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Doss retires after 27 years at The Louisville Store

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50 YEARS AGO
Thursday, July 4, 1963
Charlene Peyton was to compete in the National Women’s and National Girl’s Outdoor championship track and field meet at Dayton, Ohio.
Peyton, 16, was a junior at Anderson County High and even though she had only been in the sport for eight weeks was undefeated in the 14 events in which she had competed.
“We feel she has a chance to score high at Dayton,” Coach Charles Grote said.

New Lions Club officers were installed at Mrs. Allen’s Tea Room. Officers were: Thomas Cotton, president; Norman Hughes, first vice president; Harry News, second vice president; Bruce Crook, third vice president; Keith Allen, secretary; Eddie E. Hyatt, treasurer of the charity account; William B. Shields, treasurer of administrative account; Earl Cook, Lion tamer; Wesley McCoun, tail twister; Don Nowlin and Alvin Cox, one year directors; Marvin Ransdell and Ruble Cammack, two year directors.

Patricia Ann Willard, 11, daughter of Mr. and Mrs. A.C. Willard, was awarded $15 for her essay “Why I Should Drink Milk” at the Shelby County Dairy Association Banquet.
Her 500-word essay was judged best out of 118 entries. She would be a seventh grader at Waddy School in the fall.
She is a granddaughter of Mr. and Mrs. H.B. Willard and Mr. and Mrs. “Shack” Shouse.

Paul Dedman of Western High School received the University of Kentucky Alumni Association’s award for high scholastic achievement.

Deaths
Hattie Hughes Birdwhistell, 71, wife of Dr. Robert N. Birdwhistell, died of injuries from an auto accident.
William Spencer Peavler, 62, Versailles, died at Woodford hospital. The Anderson native was an employee of the Woodford County Road Department. Survivors included his wife, Lottie Alcorn Peavler, and a son, Stanley Peavler.

30 YEARS AGO
Thursday, July 7, 1983
The 111th Lawrenceburg Fair and Horse Show was to debut under room for the first time in 22 years.

Gertrude Doss was presented a plaque for her 27 years of employment at The Louisville Store.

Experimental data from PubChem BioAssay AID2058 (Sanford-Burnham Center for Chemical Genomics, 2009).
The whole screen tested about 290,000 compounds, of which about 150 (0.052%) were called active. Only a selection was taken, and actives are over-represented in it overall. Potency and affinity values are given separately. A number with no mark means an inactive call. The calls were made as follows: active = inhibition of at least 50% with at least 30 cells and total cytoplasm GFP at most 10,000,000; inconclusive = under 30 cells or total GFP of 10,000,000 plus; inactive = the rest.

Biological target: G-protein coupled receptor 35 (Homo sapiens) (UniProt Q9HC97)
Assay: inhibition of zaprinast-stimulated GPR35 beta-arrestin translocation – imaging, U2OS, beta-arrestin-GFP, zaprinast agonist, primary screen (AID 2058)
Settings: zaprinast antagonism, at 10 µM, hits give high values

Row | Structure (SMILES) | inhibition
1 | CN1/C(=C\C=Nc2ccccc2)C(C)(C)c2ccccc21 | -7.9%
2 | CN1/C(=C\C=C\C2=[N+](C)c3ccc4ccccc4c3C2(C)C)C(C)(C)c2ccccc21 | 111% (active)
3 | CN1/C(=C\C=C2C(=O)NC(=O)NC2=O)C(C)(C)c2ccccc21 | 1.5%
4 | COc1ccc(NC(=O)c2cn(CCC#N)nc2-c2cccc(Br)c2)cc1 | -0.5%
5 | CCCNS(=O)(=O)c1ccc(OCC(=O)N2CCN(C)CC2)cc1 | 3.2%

She began work at The Louisville Store in 1955 and had missed very few days before suffering a broken arm in a fall at the store on Feb. 9, 1982.
The injury resulted in her retirement and had promoted almost daily inquiries from the store’s many customers as to her condition.
A native of Anderson County, she had worked at a factory in Frankfort for about six months before taking the position at the Louisville Store.
For 16 years, she and her husband, James, lived on a farm at Fox Creek, where they reared their only child, Sue, who married Ray Kephart. They later bought a farm on McDonald Road, where they lived next door to their daughter and her family.
She said the store had five full-time employees and manager when she started and she was paid $3 for an eight-hour day.

Tammy Robinson graduated from Central Kentucky State Vocational Technical School.

Sue Meriwether, daughter of Mr. and Mrs. Schelma Meriwether, was selected as Miss Fox Creek RECC. Edith Mae Decker was runner-up. Both are from Anderson County. Other competitors  were: Mary Helen Rogers of Shelby County and Lelana Graves of Franklin County also competed.

John Allen Perry was the new president of the Optimist Club. Other officers were: J.D. Collins, first vice president; Earl Riley, second vice president; Wilmer Gash, secretary; Kelly New, treasurer; Marvin Satterly, Hollie Warford Jr., Harry Stratton and Jack Spencer, directors.

Police Judge Major W. McBrayer received a deep cut of his right arm requiring several stitches.
Judge McBrayer was closing a window in a room adjoining his office on the second floor of city hall when the incident occurred. The window glass broke, striking on the arm between the elbow and wrist. A stick was holding the window and when the stick was removed the window fell.